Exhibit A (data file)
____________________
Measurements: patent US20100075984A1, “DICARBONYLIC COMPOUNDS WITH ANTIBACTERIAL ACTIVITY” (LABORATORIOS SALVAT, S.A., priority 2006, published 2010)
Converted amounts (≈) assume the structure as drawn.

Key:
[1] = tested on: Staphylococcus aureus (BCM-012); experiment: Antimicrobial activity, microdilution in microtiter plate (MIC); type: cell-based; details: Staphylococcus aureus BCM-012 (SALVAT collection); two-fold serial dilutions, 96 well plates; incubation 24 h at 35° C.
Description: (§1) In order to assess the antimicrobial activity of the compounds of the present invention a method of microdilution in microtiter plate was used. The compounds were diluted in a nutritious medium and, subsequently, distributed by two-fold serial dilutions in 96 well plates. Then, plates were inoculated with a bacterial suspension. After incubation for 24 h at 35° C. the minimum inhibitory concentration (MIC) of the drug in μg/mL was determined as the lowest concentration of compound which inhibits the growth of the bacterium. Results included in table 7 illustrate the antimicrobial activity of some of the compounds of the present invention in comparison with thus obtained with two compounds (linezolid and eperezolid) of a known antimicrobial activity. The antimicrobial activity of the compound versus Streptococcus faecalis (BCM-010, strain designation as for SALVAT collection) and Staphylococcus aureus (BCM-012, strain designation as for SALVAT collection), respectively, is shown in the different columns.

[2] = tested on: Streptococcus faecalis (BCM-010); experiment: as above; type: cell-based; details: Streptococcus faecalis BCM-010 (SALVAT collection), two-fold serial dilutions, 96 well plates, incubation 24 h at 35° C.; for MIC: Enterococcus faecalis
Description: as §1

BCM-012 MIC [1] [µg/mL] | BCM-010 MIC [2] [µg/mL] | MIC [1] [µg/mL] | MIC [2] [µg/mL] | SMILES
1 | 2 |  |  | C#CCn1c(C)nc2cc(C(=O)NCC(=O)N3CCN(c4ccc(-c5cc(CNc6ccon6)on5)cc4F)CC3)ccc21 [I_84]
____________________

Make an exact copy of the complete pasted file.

Measurements: patent US20100075984A1, “DICARBONYLIC COMPOUNDS WITH ANTIBACTERIAL ACTIVITY” (LABORATORIOS SALVAT, S.A., priority 2006, published 2010)
Converted amounts (≈) assume the structure as drawn.

Key:
[1] = tested on: Staphylococcus aureus (BCM-012); experiment: Antimicrobial activity, microdilution in microtiter plate (MIC); type: cell-based; details: Staphylococcus aureus BCM-012 (SALVAT collection); two-fold serial dilutions, 96 well plates; incubation 24 h at 35° C.
Description: (§1) In order to assess the antimicrobial activity of the compounds of the present invention a method of microdilution in microtiter plate was used. The compounds were diluted in a nutritious medium and, subsequently, distributed by two-fold serial dilutions in 96 well plates. Then, plates were inoculated with a bacterial suspension. After incubation for 24 h at 35° C. the minimum inhibitory concentration (MIC) of the drug in μg/mL was determined as the lowest concentration of compound which inhibits the growth of the bacterium. Results included in table 7 illustrate the antimicrobial activity of some of the compounds of the present invention in comparison with thus obtained with two compounds (linezolid and eperezolid) of a known antimicrobial activity. The antimicrobial activity of the compound versus Streptococcus faecalis (BCM-010, strain designation as for SALVAT collection) and Staphylococcus aureus (BCM-012, strain designation as for SALVAT collection), respectively, is shown in the different columns.

[2] = tested on: Streptococcus faecalis (BCM-010); experiment: as above; type: cell-based; details: Streptococcus faecalis BCM-010 (SALVAT collection), two-fold serial dilutions, 96 well plates, incubation 24 h at 35° C.; for MIC: Enterococcus faecalis
Description: as §1

BCM-012 MIC [1] [µg/mL] | BCM-010 MIC [2] [µg/mL] | MIC [1] [µg/mL] | MIC [2] [µg/mL] | SMILES
1 | 2 |  |  | C#CCn1c(C)nc2cc(C(=O)NCC(=O)N3CCN(c4ccc(-c5cc(CNc6ccon6)on5)cc4F)CC3)ccc21 [I_84]